The battle between the New England Patriots and Houston Texans over personnel executive Nick Caserio is over. Apparently, the Texans decided to tap out after the Pats filed tampering charges and are moving on.
The Houston Chronicle‘s John McClain, who initially reported the Texans’ request to interview Caserio, was the first to pass along the news of Houston relenting in its pursuit of the Patriots’ director of player personnel.
According to Texans owner Cal McNair, a clause in Caserio’s contract compelled the team to back off trying to hire him as its general manager.
Where Houston might go next in its GM search isn’t yet known. The team interviewed former NFL general managers Ray Farmer and Martin Mayhew before requesting permission from the Patriots to speak with Caserio.
If the Texans really want to be spicy, maybe they’ll ask to interview Monti Ossenfort, the Patriots’ director of college scouting. (Many thought he would’ve been in line to succeed Caserio if the personnel director gig had opened up.) But Ossenfort might have language in his contract similar to what scared Houston away from Caserio.
Without Caserio joining the Texans’ front office as general manager, McClain speculates that Houston may just keep its current management structure in place. Head coach Bill O’Brien will oversee personnel, while former Patriots team development director and character coach Jack Easterby will be in charge of football operations. The team’s salary cap and administrative executives will also remain in their current positions.
(The Patriots’ tampering charge was reportedly based on the contention that Easterby approached Caserio about the Texans’ GM opening during New England’s Super Bowl LIII ring ceremony last week. NFL protocol mandates that a formal interview is requested.)
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It’s a moot point now but if the Texans’ do maintain status quo, that would reinforce the Patriots’ contention that Caserio would’ve been making a lateral move in going to Houston. Bill Belichick has the final call on personnel in New England and O’Brien has that authority in Houston after forcing Brian Gaine out after only 17 months behind the general manager’s desk.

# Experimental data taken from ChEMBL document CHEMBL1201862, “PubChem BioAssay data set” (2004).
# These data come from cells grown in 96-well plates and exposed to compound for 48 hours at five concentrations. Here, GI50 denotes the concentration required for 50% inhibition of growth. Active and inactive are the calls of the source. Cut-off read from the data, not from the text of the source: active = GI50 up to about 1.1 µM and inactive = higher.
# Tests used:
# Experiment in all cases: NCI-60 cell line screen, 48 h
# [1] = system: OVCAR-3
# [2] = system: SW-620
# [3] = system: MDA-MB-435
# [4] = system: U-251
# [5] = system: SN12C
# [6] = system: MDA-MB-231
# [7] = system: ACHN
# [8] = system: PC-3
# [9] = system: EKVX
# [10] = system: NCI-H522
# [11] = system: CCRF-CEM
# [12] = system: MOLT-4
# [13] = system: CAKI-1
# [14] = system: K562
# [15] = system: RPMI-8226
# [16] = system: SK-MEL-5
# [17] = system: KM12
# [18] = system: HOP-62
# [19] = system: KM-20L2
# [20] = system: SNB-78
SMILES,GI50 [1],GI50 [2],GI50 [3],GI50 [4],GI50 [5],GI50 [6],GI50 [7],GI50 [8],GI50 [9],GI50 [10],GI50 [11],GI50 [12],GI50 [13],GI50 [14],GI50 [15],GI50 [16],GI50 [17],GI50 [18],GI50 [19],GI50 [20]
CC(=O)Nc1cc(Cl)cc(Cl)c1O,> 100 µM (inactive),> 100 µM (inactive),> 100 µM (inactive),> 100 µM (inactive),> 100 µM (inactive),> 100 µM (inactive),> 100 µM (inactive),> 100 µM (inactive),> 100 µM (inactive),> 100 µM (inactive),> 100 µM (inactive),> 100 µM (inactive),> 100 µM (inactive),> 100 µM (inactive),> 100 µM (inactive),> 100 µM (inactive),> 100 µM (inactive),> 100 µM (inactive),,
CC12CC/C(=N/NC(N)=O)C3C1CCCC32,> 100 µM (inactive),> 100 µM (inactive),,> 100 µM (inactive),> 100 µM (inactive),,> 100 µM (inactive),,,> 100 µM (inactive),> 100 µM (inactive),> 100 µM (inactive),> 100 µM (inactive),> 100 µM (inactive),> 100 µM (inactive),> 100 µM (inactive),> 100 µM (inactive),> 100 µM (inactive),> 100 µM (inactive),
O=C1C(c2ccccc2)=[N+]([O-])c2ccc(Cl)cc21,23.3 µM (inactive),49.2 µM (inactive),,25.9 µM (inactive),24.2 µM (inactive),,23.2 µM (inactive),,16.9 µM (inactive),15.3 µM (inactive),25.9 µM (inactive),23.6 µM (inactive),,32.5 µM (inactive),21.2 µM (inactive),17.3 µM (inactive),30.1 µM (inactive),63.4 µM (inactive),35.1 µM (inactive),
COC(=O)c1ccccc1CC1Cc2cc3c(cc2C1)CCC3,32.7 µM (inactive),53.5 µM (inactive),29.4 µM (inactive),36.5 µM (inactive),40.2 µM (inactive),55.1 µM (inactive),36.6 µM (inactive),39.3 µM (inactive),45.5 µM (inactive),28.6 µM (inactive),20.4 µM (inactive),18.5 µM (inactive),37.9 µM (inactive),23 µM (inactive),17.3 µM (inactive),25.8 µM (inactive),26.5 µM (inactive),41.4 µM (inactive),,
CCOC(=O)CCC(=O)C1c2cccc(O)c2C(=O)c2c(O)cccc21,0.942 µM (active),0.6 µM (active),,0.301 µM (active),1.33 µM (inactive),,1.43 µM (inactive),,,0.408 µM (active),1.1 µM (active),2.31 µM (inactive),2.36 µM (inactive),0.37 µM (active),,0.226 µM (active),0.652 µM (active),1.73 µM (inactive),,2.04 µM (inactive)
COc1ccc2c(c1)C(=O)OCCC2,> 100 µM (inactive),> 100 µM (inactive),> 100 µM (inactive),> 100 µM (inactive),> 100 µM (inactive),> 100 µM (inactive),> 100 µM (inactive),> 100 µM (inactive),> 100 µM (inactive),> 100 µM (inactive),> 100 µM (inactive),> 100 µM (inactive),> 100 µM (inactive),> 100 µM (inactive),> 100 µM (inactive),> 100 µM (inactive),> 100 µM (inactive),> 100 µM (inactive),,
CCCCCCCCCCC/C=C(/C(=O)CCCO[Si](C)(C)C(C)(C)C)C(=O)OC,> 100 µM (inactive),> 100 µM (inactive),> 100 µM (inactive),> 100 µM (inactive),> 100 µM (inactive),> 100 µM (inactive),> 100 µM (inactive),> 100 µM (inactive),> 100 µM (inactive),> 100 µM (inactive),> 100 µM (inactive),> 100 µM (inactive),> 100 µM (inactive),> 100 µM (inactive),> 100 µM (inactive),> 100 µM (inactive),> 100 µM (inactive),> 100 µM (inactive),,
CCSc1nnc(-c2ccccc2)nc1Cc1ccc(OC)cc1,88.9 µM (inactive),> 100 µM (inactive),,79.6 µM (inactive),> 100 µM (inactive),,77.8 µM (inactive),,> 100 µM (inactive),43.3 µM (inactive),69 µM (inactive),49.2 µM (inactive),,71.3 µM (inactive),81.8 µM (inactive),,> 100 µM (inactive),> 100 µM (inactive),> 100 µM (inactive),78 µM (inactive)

The Texans’ GM position not offering an actual promotion for Caserio is why New England considered denying Houston permission to interview him for the second consecutive year. Houston wanted to speak with Caserio last year, but the Patriots refused access — presumably because they were participating in the playoffs.
While Caserio doesn’t hold the general manager title with the Patriots, he’s a significant figure in the team’s free agency and draft evaluation. Before this year’s NFL Draft, Belichick said Caserio “literally sees every player” that could be available. But Caserio isn’t just a personnel man; he plays an important role with the coaching staff as well. He sits in on all coaching meetings throughout the year, provides coaching during practices and OTAs, helps put together game plans, and gives input to offensive coordinator Josh McDaniels during games.
Most fans, except those familiar with all aspects of the team, may have had no idea who Caserio was until this week. But he’s been with the Patriots organization since 2001. He was the team’s quarterback coach in 2007, during the 16-0 regular season. And he’s been an important part of the Patriots’ football operations.
That’s presumably why the team didn’t want to lose him to the Texans. Maybe they denied an interview and filed tampering charges to get something in return, like a draft pick. Or maybe Belichick just didn’t want to make it easy for the Texans.
UPDATE: The clause in Caserio’s contract is probably something that should’ve been mentioned in those alleged conversations with Easterby, if they indeed happened.
Still, maybe Belichick and Robert Kraft should consider naming Caserio GM. Just a thought.